The newly elected Councilors were then called forward in order as they were elected, and ordained under the hands of Presidents Rigdon, Joseph Smith, Jun., and Hyrum Smith, to be High Priests, and Councilors in this Stake of Zion. Many great and glorious blessings were pronounced upon the heads of these Councilors, by President Rigdon, who was spokesman on the occasion.
Vacancies Filled in the High Council of Zion.
The Council next proceeded to fill the vacancies in the High Council of Zion, occasioned by the absence of Councilors John Murdock and Solomon Hancock. And Elders Alva Beaman and Isaac McWithy were appointed to serve as Councilors in the High Council of Zion, for the time being.
Elders Nathaniel Milliken and Thomas Carrico were appointed by unanimous vote to officiate as doorkeepers in the House of the Lord.
Presidents Joseph Smith, Jun., Sidney Rigdon, W. W. Phelps, David Whitmer and Hyrum Smith were appointed to draft rules and regulations to govern the House of the Lord.
By unanimous voice of the assembly, moved, seconded, and carried, that no whispering shall be allowed in our councils or assemblies, nor any one allowed (except he be called upon or asks permission) to speak aloud upon any consideration whatever; and no man shall be interrupted while speaking, unless he is speaking out of place; and every man shall be allowed to speak in his turn.
Elder Milliken objected to officiate in the House of the Lord as doorkeeper, on account of his health; and was released by the voice of the assembly.
The minutes of the Council were then read, and Council adjourned until Friday, the 15th instant, at nine a. m., to the west school room, in the upper part of the temple.
Sidney Rigdon’s Ailment.
President Sidney Rigdon requested some of the Presidency to lay their hands upon him, and rebuke a severe affliction in the face, which troubles him most at night. Elders Hyrum Smith and David Whitmer, by request, laid hands upon him and prayed for him, and rebuked his disease in the name of the Lord Jesus Christ. The whole assembly responded, Amen.
Elder David W. Patten requested our prayers in behalf of his wife, that she might be healed. I offered up a prayer for her recovery, and the assembly responded, Amen.
President Rigdon arose and made some very appropriate remarks touching the endowment, and dismissed the assembly by prayer.
The Prophet’s Joy.
This has been one of the best days that I ever spent; there has been an entire union of feeling expressed in all our proceedings this day; and the spirit of the God of Israel has rested upon us in mighty power, and it has been good for us to be here in this heavenly place in Christ Jesus; and although much fatigued with the labors of the day, yet my spiritual reward has been very great indeed. Spent the evening at home.
The Coming of Professor Seixas.
Thursday, 14.—Nine o’clock. Met the Hebrew class at the school room in the Temple, and made some arrangements about our anticipated teacher, Mr. Joshua Seixas, of Hudson, Ohio.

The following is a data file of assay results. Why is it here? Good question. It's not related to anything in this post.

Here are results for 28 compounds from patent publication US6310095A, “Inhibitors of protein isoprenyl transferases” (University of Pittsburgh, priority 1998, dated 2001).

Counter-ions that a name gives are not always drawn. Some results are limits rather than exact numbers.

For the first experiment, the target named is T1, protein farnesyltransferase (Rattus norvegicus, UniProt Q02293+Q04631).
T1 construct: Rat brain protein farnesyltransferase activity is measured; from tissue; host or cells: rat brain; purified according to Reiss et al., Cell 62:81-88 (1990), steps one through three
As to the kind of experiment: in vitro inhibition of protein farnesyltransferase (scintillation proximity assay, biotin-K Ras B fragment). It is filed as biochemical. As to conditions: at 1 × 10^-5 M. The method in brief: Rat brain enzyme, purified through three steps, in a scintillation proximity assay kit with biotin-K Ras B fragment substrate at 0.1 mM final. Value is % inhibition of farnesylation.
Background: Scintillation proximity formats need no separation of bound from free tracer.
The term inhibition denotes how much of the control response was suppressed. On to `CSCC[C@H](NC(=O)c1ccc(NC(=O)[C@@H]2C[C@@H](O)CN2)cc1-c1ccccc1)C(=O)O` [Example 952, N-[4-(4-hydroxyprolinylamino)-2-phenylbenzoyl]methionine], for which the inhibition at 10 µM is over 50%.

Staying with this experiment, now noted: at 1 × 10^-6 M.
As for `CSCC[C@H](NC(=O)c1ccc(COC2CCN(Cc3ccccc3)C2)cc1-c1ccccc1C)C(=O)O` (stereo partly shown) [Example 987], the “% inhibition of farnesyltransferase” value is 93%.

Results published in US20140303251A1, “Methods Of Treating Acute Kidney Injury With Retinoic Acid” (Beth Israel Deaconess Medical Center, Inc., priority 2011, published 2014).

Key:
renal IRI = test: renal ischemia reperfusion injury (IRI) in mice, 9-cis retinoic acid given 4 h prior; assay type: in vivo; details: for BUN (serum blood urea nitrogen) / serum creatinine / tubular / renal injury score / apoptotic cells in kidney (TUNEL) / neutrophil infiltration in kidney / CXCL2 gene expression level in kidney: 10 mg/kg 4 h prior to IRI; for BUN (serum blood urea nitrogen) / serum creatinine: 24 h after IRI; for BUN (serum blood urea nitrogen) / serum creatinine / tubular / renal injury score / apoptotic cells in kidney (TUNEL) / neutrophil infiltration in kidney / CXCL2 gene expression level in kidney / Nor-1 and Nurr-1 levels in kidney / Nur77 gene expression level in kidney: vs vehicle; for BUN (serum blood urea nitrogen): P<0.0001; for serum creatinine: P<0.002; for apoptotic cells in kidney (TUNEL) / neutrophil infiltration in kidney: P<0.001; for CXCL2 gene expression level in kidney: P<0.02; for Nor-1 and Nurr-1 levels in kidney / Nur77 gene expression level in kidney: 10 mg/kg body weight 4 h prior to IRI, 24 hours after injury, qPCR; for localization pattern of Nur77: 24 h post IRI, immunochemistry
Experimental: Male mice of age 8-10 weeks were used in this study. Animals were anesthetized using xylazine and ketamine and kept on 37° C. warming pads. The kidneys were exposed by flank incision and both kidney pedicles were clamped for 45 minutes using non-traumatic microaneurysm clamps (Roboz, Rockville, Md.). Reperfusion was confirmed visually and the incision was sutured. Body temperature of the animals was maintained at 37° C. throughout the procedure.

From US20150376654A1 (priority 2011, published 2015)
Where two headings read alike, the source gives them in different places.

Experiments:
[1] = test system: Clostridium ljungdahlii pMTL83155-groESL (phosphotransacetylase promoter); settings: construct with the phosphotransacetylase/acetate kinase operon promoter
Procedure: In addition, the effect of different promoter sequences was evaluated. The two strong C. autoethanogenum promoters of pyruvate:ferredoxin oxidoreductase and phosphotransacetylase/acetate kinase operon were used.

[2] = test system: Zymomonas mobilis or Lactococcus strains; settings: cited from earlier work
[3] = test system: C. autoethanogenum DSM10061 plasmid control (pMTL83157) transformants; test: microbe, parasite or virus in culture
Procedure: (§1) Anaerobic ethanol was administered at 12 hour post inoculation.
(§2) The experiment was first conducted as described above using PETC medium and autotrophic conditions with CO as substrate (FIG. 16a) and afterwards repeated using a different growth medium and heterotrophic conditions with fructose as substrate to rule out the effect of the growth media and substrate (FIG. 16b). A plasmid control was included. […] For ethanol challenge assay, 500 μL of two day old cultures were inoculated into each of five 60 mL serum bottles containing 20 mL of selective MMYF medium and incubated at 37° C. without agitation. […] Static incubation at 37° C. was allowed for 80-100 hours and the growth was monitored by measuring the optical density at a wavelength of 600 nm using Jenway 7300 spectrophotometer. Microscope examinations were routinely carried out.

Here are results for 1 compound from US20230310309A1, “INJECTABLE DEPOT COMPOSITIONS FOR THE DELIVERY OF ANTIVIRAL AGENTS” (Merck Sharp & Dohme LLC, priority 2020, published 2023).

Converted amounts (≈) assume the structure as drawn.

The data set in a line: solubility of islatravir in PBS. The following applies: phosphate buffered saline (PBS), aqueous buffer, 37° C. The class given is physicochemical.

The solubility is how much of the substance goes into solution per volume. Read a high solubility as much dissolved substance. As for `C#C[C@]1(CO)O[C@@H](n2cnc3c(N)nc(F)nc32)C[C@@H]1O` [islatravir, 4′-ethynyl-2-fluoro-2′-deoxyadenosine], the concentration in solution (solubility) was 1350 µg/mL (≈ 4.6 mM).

I then returned to the council room in the printing office, to meet my colleagues who were appointed with myself to draft rules and regulations to be observed in the “House of the Lord,” in Kirtland, built by the Church of the Latter-day Saints, in the year of our Lord 1834, which rules are as follows:
Rules and Regulations to be Observed in the House of the Lord in Kirtland.
I. It is according to the rules and regulations of all regularly and legally organized bodies to have a president to keep order.
2. The bodies thus organized are under obligation to be in subjection to that authority.
3. When a congregation assembles in this house, it shall submit to the following rules, that due respect may be paid to the order of worship, viz.:
1st. No man shall be interrupted who is appointed to speak by the Presidency of the Church, by any disorderly person or persons in the congregation, by whispering, by laughing, by talking, by menacing gestures, by getting up and running out in a disorderly manner, or by offering indignity to the manner of worship, or the religion, or to any officer of said Church while officiating in his office, in anywise whatsoever, by any display of ill manners or ill breeding, from old or young, rich or poor, male or female, bond or free, black or white, believer or unbeliever. And if any of the above insults are offered, such measures will be taken as are lawful, to punish the aggressor or aggressors, and eject them from the house.
2nd. An insult offered to the presiding Elder of said Church shall be considered an insult to the whole body. Also, an insult offered to any of the officers of said Church, while officiating, shall be considered an insult to the whole body.
3rd. All persons are prohibited from going up the stairs in times of worship.
4th. All persons are prohibited from exploring the house, except waited upon by a person appointed for that purpose.
5th. All persons are prohibited from going into the several pulpits, except the officers who are appointed to officiate in the same.
6th. Ail persons are prohibited from cutting, marking or marring the inside or outside of the house with a knife, pencil, or any other instrument whatever, under pain of such penalty as the law shall inflict.
7th. All children are prohibited from assembling in the house, above or below, or any part of it, to play, or for recreation, at any time: and all parents, guardians, or masters, shall be amenable for all damage that shall accrue in consequence of their children’s misconduct.